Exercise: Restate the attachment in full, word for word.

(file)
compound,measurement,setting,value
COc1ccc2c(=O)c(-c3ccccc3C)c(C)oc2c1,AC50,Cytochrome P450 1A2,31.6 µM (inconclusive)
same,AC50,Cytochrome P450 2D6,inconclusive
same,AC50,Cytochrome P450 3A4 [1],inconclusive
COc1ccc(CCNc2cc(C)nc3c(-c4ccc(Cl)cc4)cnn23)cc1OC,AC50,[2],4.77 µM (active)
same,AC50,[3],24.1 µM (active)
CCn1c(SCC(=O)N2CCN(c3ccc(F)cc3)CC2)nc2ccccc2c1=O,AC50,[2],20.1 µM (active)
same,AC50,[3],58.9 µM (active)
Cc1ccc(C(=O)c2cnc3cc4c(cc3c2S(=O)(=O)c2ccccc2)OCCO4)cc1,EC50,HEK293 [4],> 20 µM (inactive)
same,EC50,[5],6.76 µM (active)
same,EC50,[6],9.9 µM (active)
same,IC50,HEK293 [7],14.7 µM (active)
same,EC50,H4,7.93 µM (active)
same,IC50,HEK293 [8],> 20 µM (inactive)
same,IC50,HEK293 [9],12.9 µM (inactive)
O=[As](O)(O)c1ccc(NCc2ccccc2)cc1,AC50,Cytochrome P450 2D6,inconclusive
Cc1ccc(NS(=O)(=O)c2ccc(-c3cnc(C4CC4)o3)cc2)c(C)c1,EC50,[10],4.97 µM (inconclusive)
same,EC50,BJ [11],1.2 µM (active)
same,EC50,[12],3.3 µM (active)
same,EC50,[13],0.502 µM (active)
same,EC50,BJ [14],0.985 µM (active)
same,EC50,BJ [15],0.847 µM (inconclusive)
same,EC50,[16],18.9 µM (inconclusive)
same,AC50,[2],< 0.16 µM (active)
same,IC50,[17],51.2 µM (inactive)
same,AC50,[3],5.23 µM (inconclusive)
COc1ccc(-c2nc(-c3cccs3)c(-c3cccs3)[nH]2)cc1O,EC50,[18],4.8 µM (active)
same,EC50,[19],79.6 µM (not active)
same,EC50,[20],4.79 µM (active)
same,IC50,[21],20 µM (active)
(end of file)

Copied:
compound,measurement,setting,value
COc1ccc2c(=O)c(-c3ccccc3C)c(C)oc2c1,AC50,Cytochrome P450 1A2,31.6 µM (inconclusive)
same,AC50,Cytochrome P450 2D6,inconclusive
same,AC50,Cytochrome P450 3A4 [1],inconclusive
COc1ccc(CCNc2cc(C)nc3c(-c4ccc(Cl)cc4)cnn23)cc1OC,AC50,[2],4.77 µM (active)
same,AC50,[3],24.1 µM (active)
CCn1c(SCC(=O)N2CCN(c3ccc(F)cc3)CC2)nc2ccccc2c1=O,AC50,[2],20.1 µM (active)
same,AC50,[3],58.9 µM (active)
Cc1ccc(C(=O)c2cnc3cc4c(cc3c2S(=O)(=O)c2ccccc2)OCCO4)cc1,EC50,HEK293 [4],> 20 µM (inactive)
same,EC50,[5],6.76 µM (active)
same,EC50,[6],9.9 µM (active)
same,IC50,HEK293 [7],14.7 µM (active)
same,EC50,H4,7.93 µM (active)
same,IC50,HEK293 [8],> 20 µM (inactive)
same,IC50,HEK293 [9],12.9 µM (inactive)
O=[As](O)(O)c1ccc(NCc2ccccc2)cc1,AC50,Cytochrome P450 2D6,inconclusive
Cc1ccc(NS(=O)(=O)c2ccc(-c3cnc(C4CC4)o3)cc2)c(C)c1,EC50,[10],4.97 µM (inconclusive)
same,EC50,BJ [11],1.2 µM (active)
same,EC50,[12],3.3 µM (active)
same,EC50,[13],0.502 µM (active)
same,EC50,BJ [14],0.985 µM (active)
same,EC50,BJ [15],0.847 µM (inconclusive)
same,EC50,[16],18.9 µM (inconclusive)
same,AC50,[2],< 0.16 µM (active)
same,IC50,[17],51.2 µM (inactive)
same,AC50,[3],5.23 µM (inconclusive)
COc1ccc(-c2nc(-c3cccs3)c(-c3cccs3)[nH]2)cc1O,EC50,[18],4.8 µM (active)
same,EC50,[19],79.6 µM (not active)
same,EC50,[20],4.79 µM (active)
same,IC50,[21],20 µM (active)